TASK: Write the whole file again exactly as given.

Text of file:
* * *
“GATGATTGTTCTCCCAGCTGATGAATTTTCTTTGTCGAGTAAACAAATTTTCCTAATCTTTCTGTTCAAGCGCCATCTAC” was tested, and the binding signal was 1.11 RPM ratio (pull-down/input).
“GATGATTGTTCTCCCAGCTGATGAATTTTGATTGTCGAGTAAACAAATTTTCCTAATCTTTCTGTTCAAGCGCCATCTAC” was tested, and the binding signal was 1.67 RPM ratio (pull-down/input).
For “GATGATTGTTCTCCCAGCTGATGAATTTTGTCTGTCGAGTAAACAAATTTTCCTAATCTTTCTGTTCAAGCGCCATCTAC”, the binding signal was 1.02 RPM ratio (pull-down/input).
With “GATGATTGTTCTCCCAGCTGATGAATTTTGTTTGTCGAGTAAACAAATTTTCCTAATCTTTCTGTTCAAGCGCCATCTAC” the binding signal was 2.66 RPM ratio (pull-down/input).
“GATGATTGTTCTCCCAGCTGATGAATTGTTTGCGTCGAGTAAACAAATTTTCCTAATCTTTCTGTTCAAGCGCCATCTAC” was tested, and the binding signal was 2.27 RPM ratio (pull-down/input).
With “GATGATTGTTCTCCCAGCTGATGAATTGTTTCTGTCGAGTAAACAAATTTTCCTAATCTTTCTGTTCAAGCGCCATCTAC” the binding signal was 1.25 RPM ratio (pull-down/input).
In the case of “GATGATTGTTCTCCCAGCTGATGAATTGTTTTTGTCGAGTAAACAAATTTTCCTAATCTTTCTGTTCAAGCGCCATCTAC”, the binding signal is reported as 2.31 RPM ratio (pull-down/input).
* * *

“GATGATTGTTCTCCCAGCTGATGAATTTTCTTTGTCGAGTAAACAAATTTTCCTAATCTTTCTGTTCAAGCGCCATCTAC” was tested, and the binding signal was 1.11 RPM ratio (pull-down/input).
“GATGATTGTTCTCCCAGCTGATGAATTTTGATTGTCGAGTAAACAAATTTTCCTAATCTTTCTGTTCAAGCGCCATCTAC” was tested, and the binding signal was 1.67 RPM ratio (pull-down/input).
For “GATGATTGTTCTCCCAGCTGATGAATTTTGTCTGTCGAGTAAACAAATTTTCCTAATCTTTCTGTTCAAGCGCCATCTAC”, the binding signal was 1.02 RPM ratio (pull-down/input).
With “GATGATTGTTCTCCCAGCTGATGAATTTTGTTTGTCGAGTAAACAAATTTTCCTAATCTTTCTGTTCAAGCGCCATCTAC” the binding signal was 2.66 RPM ratio (pull-down/input).
“GATGATTGTTCTCCCAGCTGATGAATTGTTTGCGTCGAGTAAACAAATTTTCCTAATCTTTCTGTTCAAGCGCCATCTAC” was tested, and the binding signal was 2.27 RPM ratio (pull-down/input).
With “GATGATTGTTCTCCCAGCTGATGAATTGTTTCTGTCGAGTAAACAAATTTTCCTAATCTTTCTGTTCAAGCGCCATCTAC” the binding signal was 1.25 RPM ratio (pull-down/input).
In the case of “GATGATTGTTCTCCCAGCTGATGAATTGTTTTTGTCGAGTAAACAAATTTTCCTAATCTTTCTGTTCAAGCGCCATCTAC”, the binding signal is reported as 2.31 RPM ratio (pull-down/input).